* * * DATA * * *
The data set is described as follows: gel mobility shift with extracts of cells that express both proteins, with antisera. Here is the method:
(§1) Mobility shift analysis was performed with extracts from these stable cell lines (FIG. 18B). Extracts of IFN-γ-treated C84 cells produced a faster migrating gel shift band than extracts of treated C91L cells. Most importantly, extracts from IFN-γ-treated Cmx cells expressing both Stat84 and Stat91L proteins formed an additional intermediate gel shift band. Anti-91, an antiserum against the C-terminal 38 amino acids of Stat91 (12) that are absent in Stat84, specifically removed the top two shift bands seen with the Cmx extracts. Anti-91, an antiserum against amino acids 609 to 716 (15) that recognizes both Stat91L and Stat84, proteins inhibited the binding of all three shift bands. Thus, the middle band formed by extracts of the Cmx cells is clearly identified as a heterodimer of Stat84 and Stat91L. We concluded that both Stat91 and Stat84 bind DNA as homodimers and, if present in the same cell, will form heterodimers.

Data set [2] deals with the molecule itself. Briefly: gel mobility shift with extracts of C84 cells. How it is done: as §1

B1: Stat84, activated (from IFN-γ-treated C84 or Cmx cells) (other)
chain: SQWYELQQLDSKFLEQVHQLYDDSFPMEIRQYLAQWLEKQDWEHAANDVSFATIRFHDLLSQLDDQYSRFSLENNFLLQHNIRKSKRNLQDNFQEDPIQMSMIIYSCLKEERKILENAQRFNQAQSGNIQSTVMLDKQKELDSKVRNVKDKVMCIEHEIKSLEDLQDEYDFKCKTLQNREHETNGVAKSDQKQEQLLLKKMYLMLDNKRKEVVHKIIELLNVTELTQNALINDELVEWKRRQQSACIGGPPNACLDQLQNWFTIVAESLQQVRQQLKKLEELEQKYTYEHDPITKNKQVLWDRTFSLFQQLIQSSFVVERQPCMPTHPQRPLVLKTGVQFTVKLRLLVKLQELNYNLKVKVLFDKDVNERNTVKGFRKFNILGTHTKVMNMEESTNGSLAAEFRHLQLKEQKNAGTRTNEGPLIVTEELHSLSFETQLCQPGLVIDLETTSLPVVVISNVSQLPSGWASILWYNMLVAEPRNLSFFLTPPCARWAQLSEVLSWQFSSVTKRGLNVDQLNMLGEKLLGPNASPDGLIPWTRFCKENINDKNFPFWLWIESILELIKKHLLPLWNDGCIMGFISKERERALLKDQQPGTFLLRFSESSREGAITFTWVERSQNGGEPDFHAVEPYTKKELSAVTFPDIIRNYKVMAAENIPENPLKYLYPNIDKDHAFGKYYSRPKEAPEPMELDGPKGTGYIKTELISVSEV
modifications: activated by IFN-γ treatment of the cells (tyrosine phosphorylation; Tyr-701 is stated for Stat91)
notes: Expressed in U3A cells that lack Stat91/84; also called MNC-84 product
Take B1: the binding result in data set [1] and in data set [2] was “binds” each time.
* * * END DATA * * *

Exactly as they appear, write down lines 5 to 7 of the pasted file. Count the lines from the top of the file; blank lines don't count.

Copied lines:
chain: SQWYELQQLDSKFLEQVHQLYDDSFPMEIRQYLAQWLEKQDWEHAANDVSFATIRFHDLLSQLDDQYSRFSLENNFLLQHNIRKSKRNLQDNFQEDPIQMSMIIYSCLKEERKILENAQRFNQAQSGNIQSTVMLDKQKELDSKVRNVKDKVMCIEHEIKSLEDLQDEYDFKCKTLQNREHETNGVAKSDQKQEQLLLKKMYLMLDNKRKEVVHKIIELLNVTELTQNALINDELVEWKRRQQSACIGGPPNACLDQLQNWFTIVAESLQQVRQQLKKLEELEQKYTYEHDPITKNKQVLWDRTFSLFQQLIQSSFVVERQPCMPTHPQRPLVLKTGVQFTVKLRLLVKLQELNYNLKVKVLFDKDVNERNTVKGFRKFNILGTHTKVMNMEESTNGSLAAEFRHLQLKEQKNAGTRTNEGPLIVTEELHSLSFETQLCQPGLVIDLETTSLPVVVISNVSQLPSGWASILWYNMLVAEPRNLSFFLTPPCARWAQLSEVLSWQFSSVTKRGLNVDQLNMLGEKLLGPNASPDGLIPWTRFCKENINDKNFPFWLWIESILELIKKHLLPLWNDGCIMGFISKERERALLKDQQPGTFLLRFSESSREGAITFTWVERSQNGGEPDFHAVEPYTKKELSAVTFPDIIRNYKVMAAENIPENPLKYLYPNIDKDHAFGKYYSRPKEAPEPMELDGPKGTGYIKTELISVSEV
modifications: activated by IFN-γ treatment of the cells (tyrosine phosphorylation; Tyr-701 is stated for Stat91)
notes: Expressed in U3A cells that lack Stat91/84; also called MNC-84 product